Fair Labor Standards Act; overtime claims

Authored by Alex Passantino

‘Twas the week after Christmas, and all through the land     

Our readers were focused on their year ’13 plans;                                                                  

And though we’ve no desire to knock you off track,                                                             

We thought that 2012 deserved one last look back.                                                             

Hours, exemptions, pay rates, and more;                                                                         

Nearly 100 posts (for those keeping score).                                                                           

We know every issue will not give you your

Continue Reading Sugar Plums and Regular Rate: 2012 Year In Review

ED PA.jpgCo-authored by Noah Finkel, Julie G. Yap, and Ashley Kircher

Finding the declarations from plaintiffs to be unreliable, a federal judge in Pennsylvania recently denied conditional certification of an FLSA collective action arising out of allegedly unpaid overtime for a proposed nationwide class of more than 9,000 retail representatives employed by Crossmark, Inc.  Postiglione v. Crossmark, Inc.

Continue Reading And Then There Was One: Federal Court Rejects Plaintiffs’ Declarations and Conditional Certification of FLSA Collective Action, and Then Dismisses All But One Named Plaintiff

We write today to ask for your help. The American Bar Association is holding a competition for the 100 best legal blogs. Through this competition, the ABA is seeking to identify legal blogs that people in the legal profession should know about.

Seyfarth’s Wage & Hour Litigation Blog is a one-of-a-kind reference site that provides a one-stop resource for employers

Continue Reading Calling All Readers Of The Wage & Hour Litigation Blog: We’re In The Running for The 100 Best Legal Blogs And We Need Your Vote!

tools.jpgAuthored by Alfred L. Sanderson, Jr.

Can a group of retail store managers who were uniformly classified as exempt under the executive exemption, who worked under the same job description, and who were all subject to the same company policies maintain a collective action for the nonpayment of overtime?  According to a District Court in Kansas, that evidence alone is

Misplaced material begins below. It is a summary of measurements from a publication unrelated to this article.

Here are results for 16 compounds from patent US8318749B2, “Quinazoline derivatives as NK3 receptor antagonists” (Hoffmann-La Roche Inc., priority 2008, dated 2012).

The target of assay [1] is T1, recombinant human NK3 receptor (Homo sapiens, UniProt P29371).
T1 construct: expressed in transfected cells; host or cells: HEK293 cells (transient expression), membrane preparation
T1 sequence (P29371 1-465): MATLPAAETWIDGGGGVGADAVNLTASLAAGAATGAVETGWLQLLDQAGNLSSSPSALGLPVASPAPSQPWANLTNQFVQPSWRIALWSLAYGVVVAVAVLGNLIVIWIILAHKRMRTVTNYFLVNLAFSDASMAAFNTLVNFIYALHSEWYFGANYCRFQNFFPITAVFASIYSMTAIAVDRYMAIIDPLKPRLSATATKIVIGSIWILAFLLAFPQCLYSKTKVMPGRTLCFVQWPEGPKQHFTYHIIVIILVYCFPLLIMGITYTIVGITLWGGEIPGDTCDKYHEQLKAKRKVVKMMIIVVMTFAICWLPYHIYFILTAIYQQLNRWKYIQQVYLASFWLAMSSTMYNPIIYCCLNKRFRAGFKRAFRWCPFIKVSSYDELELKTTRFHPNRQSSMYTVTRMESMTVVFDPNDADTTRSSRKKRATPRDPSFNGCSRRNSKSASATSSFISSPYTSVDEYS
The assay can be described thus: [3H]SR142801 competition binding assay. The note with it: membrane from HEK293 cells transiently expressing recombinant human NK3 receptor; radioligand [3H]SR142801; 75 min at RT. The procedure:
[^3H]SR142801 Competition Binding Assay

Continue Reading Harbor Freight Store Managers Don’t Have The Tools To Maintain A Collective Action

USDCSDNY.jpgCo-authored by Robert S. Whitman and Robert T. Szyba

Experienced practitioners have long understood that very few wage-hour class or collective actions go all the way to trial.  Nearly all cases that are not decided by a dispositive motion are resolved by a settlement.  In a noteworthy recent decision, Wolinsky v Scholastic Inc., Judge Jesse M. Furman of the

Continue Reading Only One Way Out of This Mess: Settlement of FLSA Lawsuit May Need to Be Public to Receive Court’s Approval

250px-US-CourtOfAppeals-10thCircuit-Seal.pngAuthored by Kara Goodwin

Employers seeking to prove that an employee claiming unpaid overtime is exempt under the FLSA often face two chilling phrases in the first paragraph of a court’s legal analysis.  First, that exemptions are “narrowly construed” against employers and, second, that employers must prove that employees fit within those exemptions “plainly and unmistakably.”   But two recent decisions

Continue Reading District Courts Make Plain Mistake In Applying A Heightened Burden Of Proof For Establishing An FLSA Exemption

USDCSDNY.jpgAuthored by Robert S. Whitman

Rejecting the views of the National Labor Relations Board and one of her colleagues on the bench, Judge Barbara Jones of the Southern District of New York has ruled that employees subject to arbitration agreements may be required to arbitrate FLSA claims, even though the agreements do not permit the claims to be pursued on

Continue Reading New York Judge Orders Arbitration Despite Waiver of Collective Action

wall-clock-question-mark-1-small.jpgAuthored by Noah Finkel

The question of what is “work” in the modern economy, is not always easy to answer.  Those activities that qualify as “work” are compensable under the Fair Labor Standards Act and state law analogues.  Activities that are not “work” are not compensable.  While simple enough to express, making the distinction between these principles is often far

Continue Reading “Continuous Confusion: Defining the Workday in the Modern Economy” — Article in Latest Issue of ABA Journal of Labor & Employment Law